It’s been so wet in New Hampshire since May that it’s easy to think we’re protected from wildfire risk, but looking north shows that this is foolish. Eastern Canada is a place where raging wildfires didn’t happen until suddenly they did, and there’s no reason we couldn’t be next as the Earth heats up (June was the hottest June, globally, on record).

I’ve made this argument several times (like here) but it’s worth repeating. New Hampshire Bulletin did just that with this article, noting that the National Interagency Fire Centers annual report cautions about increased risk in the Northeast.

Wildfire is a natural part of forest ecology. But the size and number of recent wildfires is not the norm. As climate change brings hotter, drier weather, wildfire seasons are getting longer and more intense. And some of the fires are burning hotter and longer because there is so much dry fuel available to feed the flames.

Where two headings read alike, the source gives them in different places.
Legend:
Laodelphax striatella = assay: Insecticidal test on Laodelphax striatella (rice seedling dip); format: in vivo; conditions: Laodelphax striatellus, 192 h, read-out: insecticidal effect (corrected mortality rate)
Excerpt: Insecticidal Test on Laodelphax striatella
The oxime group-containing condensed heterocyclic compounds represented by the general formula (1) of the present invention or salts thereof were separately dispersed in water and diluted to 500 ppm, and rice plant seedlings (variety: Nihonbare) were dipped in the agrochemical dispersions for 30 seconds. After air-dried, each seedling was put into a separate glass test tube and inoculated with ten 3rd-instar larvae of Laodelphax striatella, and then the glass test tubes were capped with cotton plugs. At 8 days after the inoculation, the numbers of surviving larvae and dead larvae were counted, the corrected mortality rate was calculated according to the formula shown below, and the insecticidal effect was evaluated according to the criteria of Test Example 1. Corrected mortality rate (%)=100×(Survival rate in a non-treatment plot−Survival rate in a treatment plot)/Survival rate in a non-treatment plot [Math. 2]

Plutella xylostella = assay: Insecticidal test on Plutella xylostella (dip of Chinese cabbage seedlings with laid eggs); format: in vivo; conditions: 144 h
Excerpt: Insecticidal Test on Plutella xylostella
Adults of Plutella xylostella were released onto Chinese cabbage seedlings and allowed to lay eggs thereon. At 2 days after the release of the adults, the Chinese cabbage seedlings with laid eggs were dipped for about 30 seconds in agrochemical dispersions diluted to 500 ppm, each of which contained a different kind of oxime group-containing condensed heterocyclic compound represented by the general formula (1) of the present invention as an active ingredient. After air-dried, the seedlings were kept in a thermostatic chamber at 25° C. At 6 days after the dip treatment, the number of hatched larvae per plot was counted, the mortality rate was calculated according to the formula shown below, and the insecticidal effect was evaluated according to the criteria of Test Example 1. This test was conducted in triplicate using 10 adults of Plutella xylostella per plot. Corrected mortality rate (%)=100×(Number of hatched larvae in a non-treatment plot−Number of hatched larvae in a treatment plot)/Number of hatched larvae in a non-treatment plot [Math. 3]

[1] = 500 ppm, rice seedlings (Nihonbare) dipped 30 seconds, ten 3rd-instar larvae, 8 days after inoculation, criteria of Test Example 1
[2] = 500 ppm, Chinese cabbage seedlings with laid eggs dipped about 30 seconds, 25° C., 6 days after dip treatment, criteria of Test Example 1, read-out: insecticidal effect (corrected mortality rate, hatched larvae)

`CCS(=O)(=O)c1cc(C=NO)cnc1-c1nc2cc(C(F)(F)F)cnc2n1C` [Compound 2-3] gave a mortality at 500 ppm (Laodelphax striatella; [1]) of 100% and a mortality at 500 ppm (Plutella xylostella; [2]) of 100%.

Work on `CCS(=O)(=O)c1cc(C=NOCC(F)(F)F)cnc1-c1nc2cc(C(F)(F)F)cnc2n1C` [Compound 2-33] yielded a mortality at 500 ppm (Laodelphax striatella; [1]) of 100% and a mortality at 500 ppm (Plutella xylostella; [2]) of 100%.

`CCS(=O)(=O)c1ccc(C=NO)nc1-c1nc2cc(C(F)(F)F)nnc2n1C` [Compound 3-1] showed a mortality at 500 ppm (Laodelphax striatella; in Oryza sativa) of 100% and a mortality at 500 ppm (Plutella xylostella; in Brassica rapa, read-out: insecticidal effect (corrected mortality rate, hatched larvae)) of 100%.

“By generally any metric we look at around the world, wildfires are getting worse, burning larger areas more severely at higher elevations, and burning over longer periods of the year.” said Kristina Dahl, the principal climate scientist for the Climate & Energy program at the Union of Concerned Scientists.

It is not a linear trend, since some years are better than others. But the area burned by wildfires has doubled in Canada since the 1970s and quadrupled in the Western United States in that same time. Longer, drier summers have erased the concept of a “fire season” and turned it into a “fire year” in some parts of the arid West.

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